Applications are due in April for $2,500 renewable college scholarships awarded by the Chicago Coalition for the Homeless to four students who have succeeded in school despite coping personally with homelessness.
Graduating seniors from Chicago and suburban schools are eligible to apply, as well as CCH youth leaders active and former legal clients who are younger than age 24 as of April 1. Most scholarship winners receive $10,000 to complete their bachelor’s degree.
The deadline to submit an online or paper application, with brief personal essays, is Monday, April 1, 2019 at 5 p.m.
Applicants will have an extra week to submit supplemental materials. These are due by Monday, April 8 at 5 p.m. These required materials include two references that will be reviewed by our selection committee.
The 2019 scholarship awards event will be held Thursday, June 27 at Loyola University law school, 25 E. Pearson St. (10th floor).
To showcase the promise and tenacity of students who coped with homelessness, the CCH Law Project created the scholarship program in 2004. The program was the next step for a legal aid program that focuses its casework on helping homeless students and unaccompanied youth. Patricia Rivera, then director of the Chicago Public Schools’ Homeless Education Program, collaborated with CCH in creating the scholarship, and was the first of the private donors to fund the scholarships.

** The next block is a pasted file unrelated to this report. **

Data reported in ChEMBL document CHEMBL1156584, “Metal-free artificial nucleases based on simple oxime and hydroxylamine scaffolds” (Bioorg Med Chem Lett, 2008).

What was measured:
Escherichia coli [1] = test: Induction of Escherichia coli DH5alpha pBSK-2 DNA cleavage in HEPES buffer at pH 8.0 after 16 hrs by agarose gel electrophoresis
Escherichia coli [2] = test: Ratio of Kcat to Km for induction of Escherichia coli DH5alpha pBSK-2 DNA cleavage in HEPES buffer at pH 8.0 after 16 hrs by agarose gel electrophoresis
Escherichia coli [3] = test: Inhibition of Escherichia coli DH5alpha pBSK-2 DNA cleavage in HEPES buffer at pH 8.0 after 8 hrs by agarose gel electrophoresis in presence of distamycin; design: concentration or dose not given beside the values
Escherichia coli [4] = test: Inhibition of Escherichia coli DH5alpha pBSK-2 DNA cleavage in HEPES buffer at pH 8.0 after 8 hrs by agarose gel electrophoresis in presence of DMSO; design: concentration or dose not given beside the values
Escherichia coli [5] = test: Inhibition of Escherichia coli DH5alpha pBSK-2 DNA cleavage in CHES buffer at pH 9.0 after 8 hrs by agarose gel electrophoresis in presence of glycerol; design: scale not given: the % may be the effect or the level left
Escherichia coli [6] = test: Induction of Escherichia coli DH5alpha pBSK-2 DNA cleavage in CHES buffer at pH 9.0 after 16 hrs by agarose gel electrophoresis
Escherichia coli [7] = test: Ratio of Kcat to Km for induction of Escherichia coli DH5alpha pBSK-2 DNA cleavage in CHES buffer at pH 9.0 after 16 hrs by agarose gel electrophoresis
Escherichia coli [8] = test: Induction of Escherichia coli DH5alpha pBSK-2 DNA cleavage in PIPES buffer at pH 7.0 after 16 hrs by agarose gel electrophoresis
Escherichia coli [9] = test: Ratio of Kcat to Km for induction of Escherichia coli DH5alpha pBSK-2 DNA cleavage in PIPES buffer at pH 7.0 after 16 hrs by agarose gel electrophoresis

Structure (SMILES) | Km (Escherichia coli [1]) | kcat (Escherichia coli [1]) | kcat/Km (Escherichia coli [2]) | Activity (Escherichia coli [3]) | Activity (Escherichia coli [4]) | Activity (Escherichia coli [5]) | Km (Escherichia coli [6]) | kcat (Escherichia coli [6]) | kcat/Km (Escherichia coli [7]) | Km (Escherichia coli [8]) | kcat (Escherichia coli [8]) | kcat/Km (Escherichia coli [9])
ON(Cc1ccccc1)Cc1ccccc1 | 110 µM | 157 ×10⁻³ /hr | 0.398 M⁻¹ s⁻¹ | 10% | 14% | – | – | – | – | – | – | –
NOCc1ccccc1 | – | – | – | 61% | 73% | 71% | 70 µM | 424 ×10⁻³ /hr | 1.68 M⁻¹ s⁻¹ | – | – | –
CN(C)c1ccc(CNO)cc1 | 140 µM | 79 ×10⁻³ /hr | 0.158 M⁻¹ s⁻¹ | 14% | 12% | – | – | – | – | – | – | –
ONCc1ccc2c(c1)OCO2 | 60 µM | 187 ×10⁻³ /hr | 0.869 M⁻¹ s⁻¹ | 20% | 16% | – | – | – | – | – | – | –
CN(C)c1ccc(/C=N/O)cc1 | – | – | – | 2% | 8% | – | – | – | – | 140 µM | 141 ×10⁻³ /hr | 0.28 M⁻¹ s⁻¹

Nineteen scholarship recipients have graduated with bachelor’s degrees, 43% of students eligible to do so. This compares well per a national study that showed in 2013 just 9% of students from the lowest income bracket ($34,160 or lower) had earned a bachelor’s by age 24 (University of Pennsylvania and Pell Institute for the Study of Opportunity in Higher Education, February 2015).
During the 2018-19 school year, 17 students attend colleges and universities in Illinois, Georgia and Wisconsin, and historically black colleges in Mississippi and Washington, D.C.
CCH scholarships are funded by private donors and several groups: Associated Bank, The Osa Foundation and Robin Lavin, Susan W. Pearson Memorial Fund, and the Student Alliance for Homeless Youth, led by teens from North Shore high schools. The program also benefited by prior grants from the Alvin H. Baum Family Fund, Sisters of Charity, BVM, and a $10,000 challenge grant from Elaine’s Hope, funded by educator Rhonda Purwin.
Contact Intake Specialist Christy Savellano for more information.
– Anne Bowhay, Media